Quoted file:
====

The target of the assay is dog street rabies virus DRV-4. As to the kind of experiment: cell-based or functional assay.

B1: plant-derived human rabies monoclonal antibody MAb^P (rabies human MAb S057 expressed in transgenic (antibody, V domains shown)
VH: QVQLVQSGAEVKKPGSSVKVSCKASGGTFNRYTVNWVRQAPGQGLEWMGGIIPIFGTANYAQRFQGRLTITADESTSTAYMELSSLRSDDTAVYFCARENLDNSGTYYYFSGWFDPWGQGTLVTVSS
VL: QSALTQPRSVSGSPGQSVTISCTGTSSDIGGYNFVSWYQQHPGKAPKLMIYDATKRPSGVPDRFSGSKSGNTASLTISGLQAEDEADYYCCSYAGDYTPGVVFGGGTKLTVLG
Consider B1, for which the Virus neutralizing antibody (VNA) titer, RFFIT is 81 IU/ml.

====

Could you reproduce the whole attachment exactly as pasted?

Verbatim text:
The target of the assay is dog street rabies virus DRV-4. As to the kind of experiment: cell-based or functional assay.

B1: plant-derived human rabies monoclonal antibody MAb^P (rabies human MAb S057 expressed in transgenic (antibody, V domains shown)
VH: QVQLVQSGAEVKKPGSSVKVSCKASGGTFNRYTVNWVRQAPGQGLEWMGGIIPIFGTANYAQRFQGRLTITADESTSTAYMELSSLRSDDTAVYFCARENLDNSGTYYYFSGWFDPWGQGTLVTVSS
VL: QSALTQPRSVSGSPGQSVTISCTGTSSDIGGYNFVSWYQQHPGKAPKLMIYDATKRPSGVPDRFSGSKSGNTASLTISGLQAEDEADYYCCSYAGDYTPGVVFGGGTKLTVLG
Consider B1, for which the Virus neutralizing antibody (VNA) titer, RFFIT is 81 IU/ml.